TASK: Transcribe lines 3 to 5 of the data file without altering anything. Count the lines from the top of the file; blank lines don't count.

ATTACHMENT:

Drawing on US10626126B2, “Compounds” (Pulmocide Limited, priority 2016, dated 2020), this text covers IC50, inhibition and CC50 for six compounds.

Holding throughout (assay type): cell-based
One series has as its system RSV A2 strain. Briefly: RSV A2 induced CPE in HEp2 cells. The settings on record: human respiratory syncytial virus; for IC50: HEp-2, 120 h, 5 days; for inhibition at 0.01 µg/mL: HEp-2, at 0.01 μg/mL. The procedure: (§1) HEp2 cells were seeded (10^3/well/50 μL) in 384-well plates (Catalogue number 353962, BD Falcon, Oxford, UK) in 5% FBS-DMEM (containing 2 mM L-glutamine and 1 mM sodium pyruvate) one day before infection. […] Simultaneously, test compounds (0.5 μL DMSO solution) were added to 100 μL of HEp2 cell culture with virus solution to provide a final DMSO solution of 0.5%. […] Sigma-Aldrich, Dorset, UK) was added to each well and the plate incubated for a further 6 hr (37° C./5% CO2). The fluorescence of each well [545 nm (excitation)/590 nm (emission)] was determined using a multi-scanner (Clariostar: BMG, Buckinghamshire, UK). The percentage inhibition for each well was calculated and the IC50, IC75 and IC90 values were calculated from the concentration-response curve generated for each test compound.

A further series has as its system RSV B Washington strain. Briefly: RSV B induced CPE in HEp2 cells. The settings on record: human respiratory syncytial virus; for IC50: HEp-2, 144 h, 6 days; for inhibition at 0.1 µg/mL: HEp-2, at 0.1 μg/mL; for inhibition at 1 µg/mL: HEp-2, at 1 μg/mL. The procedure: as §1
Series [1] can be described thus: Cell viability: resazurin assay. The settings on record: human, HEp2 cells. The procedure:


One series has as its system RSV A2 strain. Briefly: RSV A2 induced CPE in HEp2 cells. The settings on record: human respiratory syncytial virus; for IC50: HEp-2, 120 h, 5 days; for inhibition at 0.01 µg/mL: HEp-2, at 0.01 μg/mL. The procedure: (§1) HEp2 cells were seeded (10^3/well/50 μL) in 384-well plates (Catalogue number 353962, BD Falcon, Oxford, UK) in 5% FBS-DMEM (containing 2 mM L-glutamine and 1 mM sodium pyruvate) one day before infection. […] Simultaneously, test compounds (0.5 μL DMSO solution) were added to 100 μL of HEp2 cell culture with virus solution to provide a final DMSO solution of 0.5%. […] Sigma-Aldrich, Dorset, UK) was added to each well and the plate incubated for a further 6 hr (37° C./5% CO2). The fluorescence of each well [545 nm (excitation)/590 nm (emission)] was determined using a multi-scanner (Clariostar: BMG, Buckinghamshire, UK). The percentage inhibition for each well was calculated and the IC50, IC75 and IC90 values were calculated from the concentration-response curve generated for each test compound.

A further series has as its system RSV B Washington strain. Briefly: RSV B induced CPE in HEp2 cells. The settings on record: human respiratory syncytial virus; for IC50: HEp-2, 144 h, 6 days; for inhibition at 0.1 µg/mL: HEp-2, at 0.1 μg/mL; for inhibition at 1 µg/mL: HEp-2, at 1 μg/mL. The procedure: as §1
Series [1] can be described thus: Cell viability: resazurin assay. The settings on record: human, HEp2 cells. The procedure: